Misano MotoGP: Jack Miller: Binder can make Moto3 work for MotoGP | MotoGP

Jack Miller, the only rider who previously jumped directly from Moto3 to MotoGP, supported Darryn Binder to make the move successful in 2022.

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Binder was officially confirmed as a Riding for the new WithU RNF Yamaha team, who replaces the Sepang Racing Team he is currently racing for in Moto3.

Miller made his MotoGP switch in 2015, skipping Moto2 entirely to debut on an open-class Honda.

After just 17 points (and the 19th) in his rookie season, Miller improved to 82 points (11th) in his third and final year with Honda, including a surprisingly wet win at Assen in 2018.

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After joining Ducati, Miller took his first dry podiums in 2019 and 2020 with two wins in the factory colors so far this season.

Miller was only 20 when he made his MotoGP debut, but Binder – the younger brother of KTM MotoGP winner Brad – will be a more mature 24 next January, with seven Grand Prix races under his belt (compared to three for Miller).

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Miller, on the other hand, took six outstanding wins and ten podiums in his final Moto3 season, narrowly losing the title to Alex Marquez. Binder meanwuile has only two podium places at the start in Qatar this year and is sixth overall. His only Grand Prix win came at Catalunya 2020.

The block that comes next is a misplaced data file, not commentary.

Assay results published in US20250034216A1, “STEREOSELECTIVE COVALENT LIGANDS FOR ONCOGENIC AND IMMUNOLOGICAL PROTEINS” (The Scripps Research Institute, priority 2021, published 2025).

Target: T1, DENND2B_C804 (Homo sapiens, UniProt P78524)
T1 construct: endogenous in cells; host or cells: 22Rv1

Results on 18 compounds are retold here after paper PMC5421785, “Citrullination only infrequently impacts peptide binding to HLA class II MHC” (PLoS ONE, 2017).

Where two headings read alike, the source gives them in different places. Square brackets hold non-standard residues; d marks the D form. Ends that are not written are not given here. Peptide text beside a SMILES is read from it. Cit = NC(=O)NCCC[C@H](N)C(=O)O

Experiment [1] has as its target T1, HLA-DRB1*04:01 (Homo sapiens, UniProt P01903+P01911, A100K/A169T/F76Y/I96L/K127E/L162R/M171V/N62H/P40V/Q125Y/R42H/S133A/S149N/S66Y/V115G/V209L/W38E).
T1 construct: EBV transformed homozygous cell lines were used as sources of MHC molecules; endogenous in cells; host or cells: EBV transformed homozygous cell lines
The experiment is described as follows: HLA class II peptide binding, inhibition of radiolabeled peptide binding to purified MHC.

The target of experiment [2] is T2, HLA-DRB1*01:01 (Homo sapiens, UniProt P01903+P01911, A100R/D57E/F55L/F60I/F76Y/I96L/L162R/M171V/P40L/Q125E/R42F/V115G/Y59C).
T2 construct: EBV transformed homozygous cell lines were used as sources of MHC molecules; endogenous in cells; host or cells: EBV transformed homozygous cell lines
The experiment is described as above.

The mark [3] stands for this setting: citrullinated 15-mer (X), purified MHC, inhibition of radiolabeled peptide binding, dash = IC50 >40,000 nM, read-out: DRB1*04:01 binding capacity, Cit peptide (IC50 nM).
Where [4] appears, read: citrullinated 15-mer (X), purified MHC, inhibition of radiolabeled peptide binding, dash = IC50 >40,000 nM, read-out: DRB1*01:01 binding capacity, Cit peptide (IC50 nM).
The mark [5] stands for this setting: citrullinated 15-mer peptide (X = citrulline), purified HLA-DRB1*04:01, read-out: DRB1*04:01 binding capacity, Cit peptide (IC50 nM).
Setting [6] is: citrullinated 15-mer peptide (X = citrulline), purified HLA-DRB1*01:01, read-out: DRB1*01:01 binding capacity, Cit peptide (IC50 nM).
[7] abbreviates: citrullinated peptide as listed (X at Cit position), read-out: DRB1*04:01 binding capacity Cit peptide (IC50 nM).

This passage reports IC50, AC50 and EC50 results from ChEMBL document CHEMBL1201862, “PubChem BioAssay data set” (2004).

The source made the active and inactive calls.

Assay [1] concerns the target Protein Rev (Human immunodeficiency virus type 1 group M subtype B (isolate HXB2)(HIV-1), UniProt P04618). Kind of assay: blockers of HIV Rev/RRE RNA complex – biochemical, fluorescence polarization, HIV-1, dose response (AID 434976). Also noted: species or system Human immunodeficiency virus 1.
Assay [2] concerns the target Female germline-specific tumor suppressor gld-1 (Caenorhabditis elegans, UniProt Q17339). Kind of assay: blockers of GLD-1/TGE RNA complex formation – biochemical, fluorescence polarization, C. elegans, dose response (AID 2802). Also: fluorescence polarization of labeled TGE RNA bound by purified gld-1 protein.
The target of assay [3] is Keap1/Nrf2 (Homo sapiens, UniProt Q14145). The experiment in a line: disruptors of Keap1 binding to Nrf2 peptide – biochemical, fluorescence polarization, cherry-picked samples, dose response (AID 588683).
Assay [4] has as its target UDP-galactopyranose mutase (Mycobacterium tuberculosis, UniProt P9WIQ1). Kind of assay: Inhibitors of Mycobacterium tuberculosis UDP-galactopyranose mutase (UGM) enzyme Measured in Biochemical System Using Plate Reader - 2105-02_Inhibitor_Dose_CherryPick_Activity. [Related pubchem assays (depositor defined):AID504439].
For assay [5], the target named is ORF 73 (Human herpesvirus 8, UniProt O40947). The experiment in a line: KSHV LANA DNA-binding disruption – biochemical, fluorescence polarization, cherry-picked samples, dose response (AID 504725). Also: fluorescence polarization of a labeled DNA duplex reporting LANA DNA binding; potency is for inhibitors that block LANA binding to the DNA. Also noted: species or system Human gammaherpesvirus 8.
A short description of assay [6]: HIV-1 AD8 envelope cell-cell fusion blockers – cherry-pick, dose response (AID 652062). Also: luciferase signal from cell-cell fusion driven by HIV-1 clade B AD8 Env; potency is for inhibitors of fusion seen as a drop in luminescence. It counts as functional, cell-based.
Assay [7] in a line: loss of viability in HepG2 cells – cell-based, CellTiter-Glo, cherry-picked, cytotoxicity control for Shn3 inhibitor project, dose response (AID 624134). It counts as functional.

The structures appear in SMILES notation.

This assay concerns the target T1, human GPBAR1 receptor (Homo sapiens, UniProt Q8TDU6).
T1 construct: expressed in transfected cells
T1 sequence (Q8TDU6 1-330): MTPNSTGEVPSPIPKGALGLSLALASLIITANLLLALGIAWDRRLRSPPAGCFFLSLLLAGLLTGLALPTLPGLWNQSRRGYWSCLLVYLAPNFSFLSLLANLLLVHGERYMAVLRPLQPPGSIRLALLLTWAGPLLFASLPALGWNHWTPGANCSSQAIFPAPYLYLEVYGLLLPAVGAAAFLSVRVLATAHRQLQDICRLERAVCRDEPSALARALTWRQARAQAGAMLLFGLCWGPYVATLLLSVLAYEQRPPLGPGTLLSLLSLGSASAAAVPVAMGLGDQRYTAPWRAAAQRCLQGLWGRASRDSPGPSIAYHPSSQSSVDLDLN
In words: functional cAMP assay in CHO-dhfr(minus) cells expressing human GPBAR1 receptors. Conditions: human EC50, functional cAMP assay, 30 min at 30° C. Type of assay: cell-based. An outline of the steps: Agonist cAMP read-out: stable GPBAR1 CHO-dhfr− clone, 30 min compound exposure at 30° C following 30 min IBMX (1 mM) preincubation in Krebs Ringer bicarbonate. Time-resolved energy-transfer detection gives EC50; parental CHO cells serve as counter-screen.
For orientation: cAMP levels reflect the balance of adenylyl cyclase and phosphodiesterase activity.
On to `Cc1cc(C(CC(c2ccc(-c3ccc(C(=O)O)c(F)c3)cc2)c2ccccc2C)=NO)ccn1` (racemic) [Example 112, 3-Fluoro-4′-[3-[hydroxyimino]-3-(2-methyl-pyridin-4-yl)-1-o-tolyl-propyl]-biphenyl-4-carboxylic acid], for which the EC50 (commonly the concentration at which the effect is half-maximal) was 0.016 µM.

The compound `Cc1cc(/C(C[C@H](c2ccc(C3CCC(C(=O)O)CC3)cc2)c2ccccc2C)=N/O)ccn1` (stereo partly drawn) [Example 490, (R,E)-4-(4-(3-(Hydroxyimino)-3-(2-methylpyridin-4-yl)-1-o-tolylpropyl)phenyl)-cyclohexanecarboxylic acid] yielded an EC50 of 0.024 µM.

“I think he has all the power. Having stood by this throughout my MotoGP career, this move doesn’t come twice for a lot of people when you get the chance, when you know what I mean,” said Miller.

“If you have the chance, it’s best to get in and try it because a lot of people can’t do that, they can’t ride the fastest motorcycles in the world against the best riders in the world.

“So if you have the opportunity why not use it and if someone can, I think it’s Daz. He has this wild style, he can ride a bike when it moves and what not. So i don’t think this will be a problem.

“He’s got a lot more experience on bigger bikes than I did when I moved to MotoGP, he rode superbikes and 600s and all.

“But yes, nothing can prepare you for any of these things [MotoGP], it’s so far from everything else you never know until you’re here. So just try to come here. “

An alternative point of view came from Aprilias Aleix Espargaro, who was a bit at a loss when making the decision and believes that some kind of MotoGP super license – obtained through experience in other classes – could be the way forward.

“It’s a very strange situation. I agree to a super license or something like that,” said Espargaro. “I prefer not to comment too much … I mean, I really don’t understand anything about this movement [decision].

“It’s not that I don’t like it, but I can’t find a reason for it … It’s the most bizarre movement I’ve ever seen in my life!”